Over the holidays, I stumbled across a picture taken just after showing my prize-winning goat, Victoria, at a local fair. This was the inspiration I needed to post a story I’ve been working on for a while. Hopefully my father will forgive me for retelling it here!
“Are you hungry?” my father asked as we coasted down the Oklahoma interstate in our beaten-down farm truck. Our truck had no radio or air-conditioning and, oh, those woolly bench seats scratched in summer! But the prospect of joining my father, an over enthusiastic Renaissance man, on a road trip outweighed every inconvenience. When we weren’t counting hawks on telephone poles or singing television jingles, I peered through the holes of the rusted-out floorboard where sun-bleached road rolled underneath my feet. I could entertain myself for hours in this small cabin.
We were still hours away from meeting my mother. While judging a goat show in Oklahoma, she had stumbled across a prospective buyer for a spring doe from our Missouri goat dairy. Now my father was generously driving hundred mile stretches of wheat fields with a talkative five-year old and the almost-sold goat in tow. It was a noble deed.
“McDonalds?” I replied instinctively, ready for fast food billboard scouting.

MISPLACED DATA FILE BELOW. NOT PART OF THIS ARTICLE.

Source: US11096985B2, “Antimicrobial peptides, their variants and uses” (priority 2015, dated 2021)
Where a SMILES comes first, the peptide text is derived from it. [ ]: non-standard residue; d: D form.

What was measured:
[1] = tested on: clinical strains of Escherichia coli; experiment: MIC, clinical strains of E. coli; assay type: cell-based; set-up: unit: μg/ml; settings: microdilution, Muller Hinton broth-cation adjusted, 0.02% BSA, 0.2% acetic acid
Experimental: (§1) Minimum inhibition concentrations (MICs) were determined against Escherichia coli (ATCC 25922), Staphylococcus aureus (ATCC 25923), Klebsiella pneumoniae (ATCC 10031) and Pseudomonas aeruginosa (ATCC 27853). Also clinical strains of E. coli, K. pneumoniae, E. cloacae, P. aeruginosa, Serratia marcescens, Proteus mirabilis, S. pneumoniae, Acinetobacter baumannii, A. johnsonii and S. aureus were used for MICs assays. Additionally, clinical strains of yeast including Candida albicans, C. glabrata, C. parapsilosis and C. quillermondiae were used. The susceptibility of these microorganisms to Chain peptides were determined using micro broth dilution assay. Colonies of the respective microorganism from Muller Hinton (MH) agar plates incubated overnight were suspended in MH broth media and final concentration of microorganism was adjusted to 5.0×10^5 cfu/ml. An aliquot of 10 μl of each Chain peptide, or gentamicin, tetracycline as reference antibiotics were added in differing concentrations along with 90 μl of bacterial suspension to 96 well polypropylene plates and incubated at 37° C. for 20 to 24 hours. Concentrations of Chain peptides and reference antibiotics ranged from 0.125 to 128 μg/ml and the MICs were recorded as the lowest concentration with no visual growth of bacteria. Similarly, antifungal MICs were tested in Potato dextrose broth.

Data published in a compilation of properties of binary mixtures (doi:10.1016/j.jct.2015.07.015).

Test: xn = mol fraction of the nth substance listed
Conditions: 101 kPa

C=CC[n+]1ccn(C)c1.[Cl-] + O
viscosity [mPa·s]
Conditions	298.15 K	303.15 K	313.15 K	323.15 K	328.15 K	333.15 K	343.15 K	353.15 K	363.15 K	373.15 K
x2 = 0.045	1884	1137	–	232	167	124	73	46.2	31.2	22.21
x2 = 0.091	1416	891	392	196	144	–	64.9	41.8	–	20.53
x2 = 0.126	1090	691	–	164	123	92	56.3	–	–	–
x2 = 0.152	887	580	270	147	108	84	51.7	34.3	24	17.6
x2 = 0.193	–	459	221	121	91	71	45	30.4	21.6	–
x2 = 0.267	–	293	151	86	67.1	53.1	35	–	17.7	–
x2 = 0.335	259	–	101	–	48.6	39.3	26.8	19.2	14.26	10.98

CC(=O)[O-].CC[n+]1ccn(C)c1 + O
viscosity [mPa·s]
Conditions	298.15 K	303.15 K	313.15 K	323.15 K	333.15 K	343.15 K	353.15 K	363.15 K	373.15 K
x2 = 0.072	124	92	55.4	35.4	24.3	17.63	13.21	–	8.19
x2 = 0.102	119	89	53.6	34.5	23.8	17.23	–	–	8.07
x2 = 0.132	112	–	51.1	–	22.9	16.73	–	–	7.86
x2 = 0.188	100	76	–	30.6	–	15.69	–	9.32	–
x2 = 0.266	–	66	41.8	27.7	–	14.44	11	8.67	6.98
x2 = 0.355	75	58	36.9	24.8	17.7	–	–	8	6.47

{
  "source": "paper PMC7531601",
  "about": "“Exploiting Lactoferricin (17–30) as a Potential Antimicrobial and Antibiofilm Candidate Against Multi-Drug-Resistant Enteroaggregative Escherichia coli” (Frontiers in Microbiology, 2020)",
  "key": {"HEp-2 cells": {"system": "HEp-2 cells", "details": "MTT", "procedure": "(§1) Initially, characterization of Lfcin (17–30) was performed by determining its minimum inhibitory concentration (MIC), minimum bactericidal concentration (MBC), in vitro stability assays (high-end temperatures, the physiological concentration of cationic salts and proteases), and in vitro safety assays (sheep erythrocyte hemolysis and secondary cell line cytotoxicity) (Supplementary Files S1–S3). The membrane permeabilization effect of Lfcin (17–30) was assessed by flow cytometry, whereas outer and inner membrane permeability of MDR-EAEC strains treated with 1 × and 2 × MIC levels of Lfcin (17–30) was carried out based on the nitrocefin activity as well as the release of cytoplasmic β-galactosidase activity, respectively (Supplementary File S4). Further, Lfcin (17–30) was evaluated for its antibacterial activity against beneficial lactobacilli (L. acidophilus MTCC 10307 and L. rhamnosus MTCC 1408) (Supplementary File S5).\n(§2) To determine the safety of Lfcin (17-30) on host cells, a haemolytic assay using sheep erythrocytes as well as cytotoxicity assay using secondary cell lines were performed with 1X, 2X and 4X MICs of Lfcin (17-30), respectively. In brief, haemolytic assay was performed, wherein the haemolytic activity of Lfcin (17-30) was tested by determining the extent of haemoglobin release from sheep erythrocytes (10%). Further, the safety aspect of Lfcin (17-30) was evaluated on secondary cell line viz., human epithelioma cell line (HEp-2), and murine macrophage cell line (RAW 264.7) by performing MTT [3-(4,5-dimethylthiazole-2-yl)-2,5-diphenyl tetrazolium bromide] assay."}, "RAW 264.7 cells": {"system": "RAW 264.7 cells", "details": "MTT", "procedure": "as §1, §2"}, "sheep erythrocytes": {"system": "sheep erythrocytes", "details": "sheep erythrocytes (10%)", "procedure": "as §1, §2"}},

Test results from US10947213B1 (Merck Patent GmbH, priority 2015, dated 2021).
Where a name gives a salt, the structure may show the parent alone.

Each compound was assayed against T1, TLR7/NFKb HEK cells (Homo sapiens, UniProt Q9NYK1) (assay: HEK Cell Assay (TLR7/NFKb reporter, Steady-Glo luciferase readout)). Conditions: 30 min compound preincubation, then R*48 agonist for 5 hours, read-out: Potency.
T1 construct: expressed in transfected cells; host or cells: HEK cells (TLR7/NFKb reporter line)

“Ah no, I’ve got a better idea!” This was not typical Happy Meal excitement, “Let’s barbecue some chicken!”
Though we were separated by thirty years, I would always relate to my father’s thirst for adventure. I didn’t fully grasp his proposal but I was already an eager accomplice.
A few exits later, we pulled into a parking lot and my father launched into action. He sprung onto the truck bed with our goat and brushed away straw and feed sacks to reveal his secret stash of barbecuing supplies including an iron cooking pit, coal, chicken, and a few cooking utensils. He spoke aloud as he tore open bags, hypothesized how to pile the briquettes, and speculated on our feasting time. The details were lost on me but I was mesmerized at the thought of cooking while driving… genius!
We stopped one or two more times to adjust the coals. When my father deemed that we had achieved optimal barbecuing conditions, he rested the chicken gingerly on the grill and promoted me from “daughter” to “chicken checker” which entailed keeping tabs on our dinner by occasionally glancing back into the truck bed through the cabin window. I accepted the title and responsibility with pride.
While our dinner was cooking, my father teased me by pretending to drive with his eyes closed while I squealed in horror and delight. I asked if there were other children at the fairgrounds. Perhaps the Mennonite twins would be up for playing some games in the show-ring sawdust later? In our conversation lulls, I diligently looked back and reported that all was well in the truck bed.